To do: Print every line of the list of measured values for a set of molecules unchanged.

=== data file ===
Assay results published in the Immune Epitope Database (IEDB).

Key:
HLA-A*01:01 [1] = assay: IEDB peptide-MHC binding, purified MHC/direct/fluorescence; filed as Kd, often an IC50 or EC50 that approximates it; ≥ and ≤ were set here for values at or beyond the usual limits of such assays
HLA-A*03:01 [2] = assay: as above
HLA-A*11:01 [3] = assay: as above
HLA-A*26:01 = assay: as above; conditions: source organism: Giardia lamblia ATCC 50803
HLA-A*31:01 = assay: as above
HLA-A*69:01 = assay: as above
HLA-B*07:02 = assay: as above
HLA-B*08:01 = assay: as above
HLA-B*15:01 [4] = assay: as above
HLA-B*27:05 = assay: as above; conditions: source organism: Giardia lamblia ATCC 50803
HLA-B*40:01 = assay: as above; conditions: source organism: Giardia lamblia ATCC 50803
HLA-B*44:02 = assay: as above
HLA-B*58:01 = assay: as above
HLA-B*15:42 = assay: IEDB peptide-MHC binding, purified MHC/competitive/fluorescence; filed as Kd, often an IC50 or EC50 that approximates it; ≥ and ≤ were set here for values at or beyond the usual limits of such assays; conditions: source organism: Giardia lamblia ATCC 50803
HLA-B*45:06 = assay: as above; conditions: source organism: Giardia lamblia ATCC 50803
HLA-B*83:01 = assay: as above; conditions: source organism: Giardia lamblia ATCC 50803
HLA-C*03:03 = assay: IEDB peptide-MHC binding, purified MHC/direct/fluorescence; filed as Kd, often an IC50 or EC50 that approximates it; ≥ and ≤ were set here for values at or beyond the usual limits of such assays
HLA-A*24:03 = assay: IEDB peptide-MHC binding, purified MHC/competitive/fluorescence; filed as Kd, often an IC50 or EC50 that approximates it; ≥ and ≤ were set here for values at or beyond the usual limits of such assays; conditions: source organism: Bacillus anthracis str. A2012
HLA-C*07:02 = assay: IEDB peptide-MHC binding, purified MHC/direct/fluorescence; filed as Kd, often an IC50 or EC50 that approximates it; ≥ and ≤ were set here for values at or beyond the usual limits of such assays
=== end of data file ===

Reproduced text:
Assay results published in the Immune Epitope Database (IEDB).

Key:
HLA-A*01:01 [1] = assay: IEDB peptide-MHC binding, purified MHC/direct/fluorescence; filed as Kd, often an IC50 or EC50 that approximates it; ≥ and ≤ were set here for values at or beyond the usual limits of such assays
HLA-A*03:01 [2] = assay: as above
HLA-A*11:01 [3] = assay: as above
HLA-A*26:01 = assay: as above; conditions: source organism: Giardia lamblia ATCC 50803
HLA-A*31:01 = assay: as above
HLA-A*69:01 = assay: as above
HLA-B*07:02 = assay: as above
HLA-B*08:01 = assay: as above
HLA-B*15:01 [4] = assay: as above
HLA-B*27:05 = assay: as above; conditions: source organism: Giardia lamblia ATCC 50803
HLA-B*40:01 = assay: as above; conditions: source organism: Giardia lamblia ATCC 50803
HLA-B*44:02 = assay: as above
HLA-B*58:01 = assay: as above
HLA-B*15:42 = assay: IEDB peptide-MHC binding, purified MHC/competitive/fluorescence; filed as Kd, often an IC50 or EC50 that approximates it; ≥ and ≤ were set here for values at or beyond the usual limits of such assays; conditions: source organism: Giardia lamblia ATCC 50803
HLA-B*45:06 = assay: as above; conditions: source organism: Giardia lamblia ATCC 50803
HLA-B*83:01 = assay: as above; conditions: source organism: Giardia lamblia ATCC 50803
HLA-C*03:03 = assay: IEDB peptide-MHC binding, purified MHC/direct/fluorescence; filed as Kd, often an IC50 or EC50 that approximates it; ≥ and ≤ were set here for values at or beyond the usual limits of such assays
HLA-A*24:03 = assay: IEDB peptide-MHC binding, purified MHC/competitive/fluorescence; filed as Kd, often an IC50 or EC50 that approximates it; ≥ and ≤ were set here for values at or beyond the usual limits of such assays; conditions: source organism: Bacillus anthracis str. A2012
HLA-C*07:02 = assay: IEDB peptide-MHC binding, purified MHC/direct/fluorescence; filed as Kd, often an IC50 or EC50 that approximates it; ≥ and ≤ were set here for values at or beyond the usual limits of such assays